4. Read Revelation 1:4-6. Who is the central figure here? (While it mentions greetings from several entities in heaven, Jesus is mentioned several times. John starts out with praises to Jesus.)


    5. Read Revelation 1:7-8. What event does this appear to describe? (The Second Coming of Jesus.)


      1. That will be a great event! Why does the text say "all the peoples of the earth will mourn because of Him?" (Notice that it also refers to those who crucified Jesus. I conclude that the "peoples of the earth" refers to those who have rejected heaven.)


      2. How will Jesus come? (From heaven. Notice that "every eye will see him." There will be no doubt about when Jesus comes.)


    6. Read Revelation 1:9. In our study last quarter, we read several texts that promised material and other blessings if we were faithful to God. What is John's condition? (He is "suffering" and his attitude is one of "patient endurance.")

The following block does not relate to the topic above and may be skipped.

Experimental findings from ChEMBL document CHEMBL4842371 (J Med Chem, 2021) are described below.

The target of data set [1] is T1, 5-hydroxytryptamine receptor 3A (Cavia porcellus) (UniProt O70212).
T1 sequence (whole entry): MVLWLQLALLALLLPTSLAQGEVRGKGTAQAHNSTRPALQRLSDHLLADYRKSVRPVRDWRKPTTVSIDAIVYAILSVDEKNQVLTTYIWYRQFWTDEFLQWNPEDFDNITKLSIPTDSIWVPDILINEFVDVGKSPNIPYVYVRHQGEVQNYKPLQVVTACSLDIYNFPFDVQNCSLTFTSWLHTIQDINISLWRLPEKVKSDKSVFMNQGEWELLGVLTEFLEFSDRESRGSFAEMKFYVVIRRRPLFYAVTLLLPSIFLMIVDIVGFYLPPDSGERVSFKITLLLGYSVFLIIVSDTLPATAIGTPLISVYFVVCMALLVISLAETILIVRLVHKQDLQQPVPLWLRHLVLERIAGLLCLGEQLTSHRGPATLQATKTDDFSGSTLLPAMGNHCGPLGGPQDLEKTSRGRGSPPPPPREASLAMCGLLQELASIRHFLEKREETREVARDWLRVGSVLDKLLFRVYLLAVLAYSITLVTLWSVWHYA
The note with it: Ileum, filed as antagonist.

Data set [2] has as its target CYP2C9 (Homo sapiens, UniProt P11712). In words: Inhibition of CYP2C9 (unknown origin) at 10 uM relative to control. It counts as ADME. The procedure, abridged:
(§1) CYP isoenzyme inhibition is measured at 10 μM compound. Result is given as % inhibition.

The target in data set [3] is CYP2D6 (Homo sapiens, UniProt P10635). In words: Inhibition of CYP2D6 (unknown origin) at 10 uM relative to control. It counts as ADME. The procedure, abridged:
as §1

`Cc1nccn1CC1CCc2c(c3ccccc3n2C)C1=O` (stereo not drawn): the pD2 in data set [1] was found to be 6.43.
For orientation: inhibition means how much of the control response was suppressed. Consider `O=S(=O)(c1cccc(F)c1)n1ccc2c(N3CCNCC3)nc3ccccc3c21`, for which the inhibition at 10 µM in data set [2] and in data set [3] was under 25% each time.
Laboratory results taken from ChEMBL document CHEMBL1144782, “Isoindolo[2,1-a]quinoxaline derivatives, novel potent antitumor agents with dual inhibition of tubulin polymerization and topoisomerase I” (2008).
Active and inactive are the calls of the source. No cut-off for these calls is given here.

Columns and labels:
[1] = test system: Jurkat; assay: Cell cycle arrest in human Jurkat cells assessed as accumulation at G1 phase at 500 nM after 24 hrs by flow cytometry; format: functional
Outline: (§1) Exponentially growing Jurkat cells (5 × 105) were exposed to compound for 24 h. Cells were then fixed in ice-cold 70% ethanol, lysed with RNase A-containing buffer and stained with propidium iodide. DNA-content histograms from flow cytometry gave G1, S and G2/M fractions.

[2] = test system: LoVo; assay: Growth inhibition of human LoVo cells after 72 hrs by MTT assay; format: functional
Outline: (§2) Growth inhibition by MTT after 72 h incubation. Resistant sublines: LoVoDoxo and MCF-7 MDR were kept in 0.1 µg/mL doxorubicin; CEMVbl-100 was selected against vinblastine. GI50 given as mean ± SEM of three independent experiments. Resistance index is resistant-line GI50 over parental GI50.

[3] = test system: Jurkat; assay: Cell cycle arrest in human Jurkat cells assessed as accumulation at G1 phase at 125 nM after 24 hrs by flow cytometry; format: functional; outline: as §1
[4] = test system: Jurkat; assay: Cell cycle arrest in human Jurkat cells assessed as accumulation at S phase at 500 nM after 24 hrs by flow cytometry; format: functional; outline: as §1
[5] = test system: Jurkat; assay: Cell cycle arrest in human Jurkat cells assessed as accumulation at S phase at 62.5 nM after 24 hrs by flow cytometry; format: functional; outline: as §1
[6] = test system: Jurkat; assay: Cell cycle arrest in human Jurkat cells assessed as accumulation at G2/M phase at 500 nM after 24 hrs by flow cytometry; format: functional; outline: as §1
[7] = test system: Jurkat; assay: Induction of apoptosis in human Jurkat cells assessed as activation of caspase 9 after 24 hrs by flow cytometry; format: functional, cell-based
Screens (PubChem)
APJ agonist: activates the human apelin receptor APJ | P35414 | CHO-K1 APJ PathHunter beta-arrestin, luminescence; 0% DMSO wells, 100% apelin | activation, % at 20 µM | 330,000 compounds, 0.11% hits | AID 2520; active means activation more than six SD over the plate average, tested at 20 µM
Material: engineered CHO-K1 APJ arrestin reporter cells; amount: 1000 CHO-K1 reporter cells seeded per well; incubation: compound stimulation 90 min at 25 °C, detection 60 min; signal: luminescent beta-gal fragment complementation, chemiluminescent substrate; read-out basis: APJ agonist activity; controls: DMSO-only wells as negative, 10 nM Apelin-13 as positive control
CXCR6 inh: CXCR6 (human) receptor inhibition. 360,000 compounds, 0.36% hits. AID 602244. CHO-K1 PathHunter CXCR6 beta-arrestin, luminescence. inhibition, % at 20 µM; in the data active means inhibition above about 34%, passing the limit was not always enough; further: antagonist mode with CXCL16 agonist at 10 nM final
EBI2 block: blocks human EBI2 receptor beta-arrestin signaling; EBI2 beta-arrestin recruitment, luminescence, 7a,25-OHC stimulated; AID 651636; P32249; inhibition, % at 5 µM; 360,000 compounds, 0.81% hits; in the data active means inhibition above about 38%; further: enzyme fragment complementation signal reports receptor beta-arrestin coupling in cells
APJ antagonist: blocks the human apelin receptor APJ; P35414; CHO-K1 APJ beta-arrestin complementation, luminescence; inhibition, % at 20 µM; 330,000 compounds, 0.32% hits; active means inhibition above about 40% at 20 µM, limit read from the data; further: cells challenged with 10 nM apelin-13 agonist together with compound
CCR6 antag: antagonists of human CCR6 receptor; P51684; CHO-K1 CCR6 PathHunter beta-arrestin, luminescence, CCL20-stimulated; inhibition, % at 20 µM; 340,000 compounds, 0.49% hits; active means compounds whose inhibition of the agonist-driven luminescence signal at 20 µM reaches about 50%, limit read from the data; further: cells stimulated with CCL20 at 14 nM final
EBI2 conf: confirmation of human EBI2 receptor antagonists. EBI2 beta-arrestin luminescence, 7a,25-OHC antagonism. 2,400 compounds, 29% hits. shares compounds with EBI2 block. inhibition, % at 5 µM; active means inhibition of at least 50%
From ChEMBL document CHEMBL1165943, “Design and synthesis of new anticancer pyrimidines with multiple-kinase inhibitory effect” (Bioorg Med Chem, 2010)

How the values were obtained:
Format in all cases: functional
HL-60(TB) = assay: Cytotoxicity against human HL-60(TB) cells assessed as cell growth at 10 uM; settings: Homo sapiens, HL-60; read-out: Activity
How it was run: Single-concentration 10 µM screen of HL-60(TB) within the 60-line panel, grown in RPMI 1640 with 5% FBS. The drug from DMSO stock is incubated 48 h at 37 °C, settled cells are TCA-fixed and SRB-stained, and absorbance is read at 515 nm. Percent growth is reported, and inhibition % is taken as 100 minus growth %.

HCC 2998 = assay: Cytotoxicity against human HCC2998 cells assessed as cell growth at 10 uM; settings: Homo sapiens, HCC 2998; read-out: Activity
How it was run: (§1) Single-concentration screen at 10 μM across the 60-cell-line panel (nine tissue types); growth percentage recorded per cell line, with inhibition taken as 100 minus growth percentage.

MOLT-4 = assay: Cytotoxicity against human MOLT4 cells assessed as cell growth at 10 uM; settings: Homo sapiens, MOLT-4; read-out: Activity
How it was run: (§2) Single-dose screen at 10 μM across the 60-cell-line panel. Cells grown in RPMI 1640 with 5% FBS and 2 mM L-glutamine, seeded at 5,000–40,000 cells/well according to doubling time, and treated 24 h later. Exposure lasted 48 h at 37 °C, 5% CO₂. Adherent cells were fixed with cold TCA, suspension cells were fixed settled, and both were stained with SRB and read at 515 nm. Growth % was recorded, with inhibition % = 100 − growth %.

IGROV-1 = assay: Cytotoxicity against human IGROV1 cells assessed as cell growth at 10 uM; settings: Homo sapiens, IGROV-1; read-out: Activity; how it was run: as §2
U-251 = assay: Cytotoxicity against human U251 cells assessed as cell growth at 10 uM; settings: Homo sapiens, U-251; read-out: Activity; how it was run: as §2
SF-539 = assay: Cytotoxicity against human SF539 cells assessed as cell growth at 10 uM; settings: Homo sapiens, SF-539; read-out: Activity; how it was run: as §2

1. Why is he on the island of Patmos? (Commentators say that John was banished to this barren island by one of the Roman emperors. It was a method of silencing him (so the authorities thought) without killing him.)


    7. Read Revelation 1:10-11. John is inspired by the Holy Spirit on the Sabbath. What does the Holy Spirit have in mind? (It is not to let John be silent. Rather, to send a message to seven specific churches.)


      1. Do you think these were literal churches? (Yes, it appears there were seven literal churches. If you read Revelation chapters 2-3, you will find a message for each church.)


      2. No doubt there were more than seven Christian churches at the time, why do you think the Holy Spirit picked seven? Do you think the number "seven" also has some symbolism? (Seven is the perfect number. I believe, along with others, that these seven church represent the spiritual characteristics of the Christian Church throughout the ages. In that sense, this vision describing the future of the Christian Church is like the one interpreted by Daniel, which described the nations of the future.)